Respect my Existance or Expect my Resistance

Recorded and knit together by WSM. First aired on KWMR.org

Who knew that two lemon pits and a piece of soap could cause such anguish but it doesn’t take much when you are older, like the dishwasher and I. Teetering close to the edge of center, we were saved by beloved Ali and Sinder. No need to call the Sunday plumber who would have drained our wallet along with the dishwasher outlet pipe.

A late afternoon errand walk is prescribed to clear the cobwebs of dusty tears. A few people are making their way home preparing for week-twelve of their new reality. Even this late, Parkway Greens is restocking produce, and soon my string shopping bag is full. Turning into Camden behind a group of young police officers walking ahead of us, I am anxious, but they stop in front of ‘Five Guys 5 star hamburgers’ and easily join the young people returning from the afternoon’s march all waiting together for their takeout. There is very little traffic. Camden has never looked so quiet since when – probably since the last war years. Most shops would be boarded up, while a few remained open. Then there would have been posters about safely and thrift. Today’s posters are of George Floyd and Sean Rigg. On the last cross street before the Canal a new mural is looking down on us of a young black woman with her hair swept up and the words.


Respect my Existence or Expect my Resistance.

Camden Town Graffiti

Seems pretty simple really, a modern hip version of the Golden Rule.

Walking slowly home I am thinking back and remembering a road trip I took in 1996 searching for one story and finding another. A friend of a friend, David Grant, was caravanning around the world with his family: his wife Kate, three children, a dog and their horse Traceur. Overwintered in town, Traceur stayed at the farm and the family camped in the caravan up on the Mesa. Most mornings I would find their elder daughter, Ali, curled up in the hay barn asleep or reading. She reminded me of myself, sheltering in such a barn at such an age. Their trip gathered a certain amount of news interest and was good filler for when we were short a war or two. Doing some independent radio I was happy to follow along and record another moment of their journey.

So a few weeks after the Grants headed off I followed, up through Northern California, across Nevada and into bleak and desolate Idaho. Bleak became bare, bare became barren, and then the road the Grant’s had taken turned into ‘Unpaved for 12 miles over the pass.’ I turned the old Honda right onto ‘unpaved,’ driving slowly as the road twisted up a moderate incline for the first 5 miles. Soon the road became rockier, the climb steeper the sides closing into a high canyon and I began to feel nervous. How on earth had Traceur made it up this trail? This was truly tough territory and I began to wonder if I had lost my way.

But suddenly around another corner, just as I was really beginning to doubt myself, the rough road opened up and so did the rock face on my left. Beyond was a large meadow. And in the meadow there were people, and army trucks and what appeared to be a buzzing military camp. I stopped the car in the middle of the road and began, as one does in the middle of nowhere, to think, when suddenly a very fit khaki-clad middle-aged man came running towards me with a rifle over his shoulder. He lent forward and rapped sharply on the car window. I pressed the button and the window lowered. Breathing deeply I summoned my Mother.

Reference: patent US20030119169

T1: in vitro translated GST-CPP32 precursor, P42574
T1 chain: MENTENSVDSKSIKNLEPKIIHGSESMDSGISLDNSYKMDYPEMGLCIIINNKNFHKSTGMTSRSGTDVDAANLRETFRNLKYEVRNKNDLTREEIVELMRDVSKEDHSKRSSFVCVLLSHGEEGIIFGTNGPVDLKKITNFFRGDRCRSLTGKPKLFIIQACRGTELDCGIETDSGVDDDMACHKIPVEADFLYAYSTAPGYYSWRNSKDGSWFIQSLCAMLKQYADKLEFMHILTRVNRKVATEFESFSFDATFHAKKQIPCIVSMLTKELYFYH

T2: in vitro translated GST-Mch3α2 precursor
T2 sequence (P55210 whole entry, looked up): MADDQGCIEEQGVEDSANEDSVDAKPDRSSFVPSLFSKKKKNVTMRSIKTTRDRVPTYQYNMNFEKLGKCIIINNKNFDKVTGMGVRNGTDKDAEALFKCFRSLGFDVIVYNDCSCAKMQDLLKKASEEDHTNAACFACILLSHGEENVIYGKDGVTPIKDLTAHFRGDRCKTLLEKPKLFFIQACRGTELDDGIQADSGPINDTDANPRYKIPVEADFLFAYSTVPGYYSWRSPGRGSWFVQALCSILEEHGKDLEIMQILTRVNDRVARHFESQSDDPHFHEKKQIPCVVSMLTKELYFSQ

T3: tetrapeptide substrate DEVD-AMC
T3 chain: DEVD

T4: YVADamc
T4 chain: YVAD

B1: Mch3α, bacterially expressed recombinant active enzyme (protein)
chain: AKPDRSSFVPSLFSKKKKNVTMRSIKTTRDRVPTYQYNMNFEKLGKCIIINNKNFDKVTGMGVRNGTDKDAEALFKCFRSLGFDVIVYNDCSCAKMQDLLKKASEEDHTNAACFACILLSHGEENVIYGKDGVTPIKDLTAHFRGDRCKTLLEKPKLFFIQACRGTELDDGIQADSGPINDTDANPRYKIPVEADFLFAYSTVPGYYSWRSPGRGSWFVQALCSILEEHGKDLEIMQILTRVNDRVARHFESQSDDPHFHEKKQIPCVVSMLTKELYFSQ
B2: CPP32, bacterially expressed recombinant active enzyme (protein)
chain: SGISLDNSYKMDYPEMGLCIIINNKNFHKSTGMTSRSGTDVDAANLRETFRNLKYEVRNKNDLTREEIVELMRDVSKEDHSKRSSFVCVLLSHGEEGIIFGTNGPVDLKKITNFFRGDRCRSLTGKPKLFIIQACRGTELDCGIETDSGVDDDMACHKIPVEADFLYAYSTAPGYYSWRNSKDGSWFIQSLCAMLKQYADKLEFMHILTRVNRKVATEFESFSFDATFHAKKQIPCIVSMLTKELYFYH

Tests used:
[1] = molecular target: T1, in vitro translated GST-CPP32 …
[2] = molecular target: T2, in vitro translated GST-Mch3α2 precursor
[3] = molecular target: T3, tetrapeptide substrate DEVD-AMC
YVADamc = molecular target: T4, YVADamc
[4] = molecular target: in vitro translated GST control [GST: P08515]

“Good Afternoon. I wonder if you can help me.” Pure Home Counties with a smile. He stopped, pulled back a foot and touched his hat.
“Good afternoon, Mam.”
“I’m looking for a family in a horse drawn caravan. Have you seen them? Is this really the road to …”

All the time I was looking beyond him into the meadow trying to take it all in. This was a home-grown militia operation camp, practicing formation drills and target shooting and I had driven straight into it. There was even a visible archery range. If things went wrong I would not be the first or the last to go missing on this mountain pass. Luckily to him, I sounded more like an aspiration than a threat. He stood straighter still and courteously told me that yes I was indeed only six miles from the next town and that he had heard about this traveling family. If that town was where they were heading then they too would be on the road ahead. I thanked him and he touched his hat again. I didn’t ask him what they were doing. A question can become just an invitation to lie and I certainly didn’t want to hear his truth.

The Grant family did finally make it a back to Scotland. I got my story which aired on CBC in Canada. And those men in the Hills of Idaho? Some have grown old, some have died, but their sons still live. Life and a living is hard in Idaho and like many people who are isolated and feel left behind they are frightened. They were – and maybe still are – preparing with the only tools they have and know – calling out for their version of the American dream,


Respect my Existence or Expect my Resistance.

This has been A Letter from A. Broad
Written and read for you by Muriel Murch.


2 thoughts on “Respect my Existance or Expect my Resistance

  1. Aggie,

    I really, REALLY liked this. I do wonder what became of that isolated militia camp. Idaho can be a rough, rough place.

    Love,

    W

    Like

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